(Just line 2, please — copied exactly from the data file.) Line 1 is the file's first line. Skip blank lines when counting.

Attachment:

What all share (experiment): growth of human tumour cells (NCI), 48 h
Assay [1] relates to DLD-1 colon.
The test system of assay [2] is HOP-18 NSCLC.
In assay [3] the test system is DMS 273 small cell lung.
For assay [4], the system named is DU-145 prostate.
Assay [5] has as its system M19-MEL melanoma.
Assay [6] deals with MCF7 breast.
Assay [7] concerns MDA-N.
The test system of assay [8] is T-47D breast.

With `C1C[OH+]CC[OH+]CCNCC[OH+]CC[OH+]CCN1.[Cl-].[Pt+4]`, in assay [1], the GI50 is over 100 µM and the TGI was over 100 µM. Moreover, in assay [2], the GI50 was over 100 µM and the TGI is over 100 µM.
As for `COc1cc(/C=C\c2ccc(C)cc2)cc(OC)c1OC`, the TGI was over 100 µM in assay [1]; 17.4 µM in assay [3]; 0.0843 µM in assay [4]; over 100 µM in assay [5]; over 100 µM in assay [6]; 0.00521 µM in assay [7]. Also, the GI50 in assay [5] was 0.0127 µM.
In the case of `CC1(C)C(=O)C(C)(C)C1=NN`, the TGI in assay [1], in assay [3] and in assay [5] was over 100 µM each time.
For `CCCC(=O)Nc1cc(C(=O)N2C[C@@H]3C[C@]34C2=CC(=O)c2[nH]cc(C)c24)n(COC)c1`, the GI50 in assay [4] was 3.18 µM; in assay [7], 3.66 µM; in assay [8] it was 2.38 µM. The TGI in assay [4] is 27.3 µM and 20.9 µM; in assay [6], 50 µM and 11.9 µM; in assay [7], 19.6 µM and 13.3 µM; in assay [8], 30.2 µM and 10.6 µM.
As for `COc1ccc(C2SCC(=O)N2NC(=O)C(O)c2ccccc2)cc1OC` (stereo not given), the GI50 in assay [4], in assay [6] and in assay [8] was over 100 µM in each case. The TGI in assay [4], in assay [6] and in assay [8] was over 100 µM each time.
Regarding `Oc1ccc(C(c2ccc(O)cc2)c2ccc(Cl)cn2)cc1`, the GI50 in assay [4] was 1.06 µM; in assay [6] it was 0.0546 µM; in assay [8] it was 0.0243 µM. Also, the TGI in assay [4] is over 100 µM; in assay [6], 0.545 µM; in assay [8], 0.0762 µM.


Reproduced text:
Assay [1] relates to DLD-1 colon.